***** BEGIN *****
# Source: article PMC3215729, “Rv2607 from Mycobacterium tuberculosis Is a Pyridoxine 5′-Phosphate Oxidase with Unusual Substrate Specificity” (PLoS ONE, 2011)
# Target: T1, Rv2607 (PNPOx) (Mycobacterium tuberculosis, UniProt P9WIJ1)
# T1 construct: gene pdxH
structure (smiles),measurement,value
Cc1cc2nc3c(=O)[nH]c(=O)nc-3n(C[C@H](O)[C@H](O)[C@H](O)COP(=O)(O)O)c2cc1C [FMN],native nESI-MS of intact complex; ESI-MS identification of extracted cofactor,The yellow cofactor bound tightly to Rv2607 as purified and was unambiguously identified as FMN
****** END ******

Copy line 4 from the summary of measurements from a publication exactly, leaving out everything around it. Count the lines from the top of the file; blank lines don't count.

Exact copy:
structure (smiles),measurement,value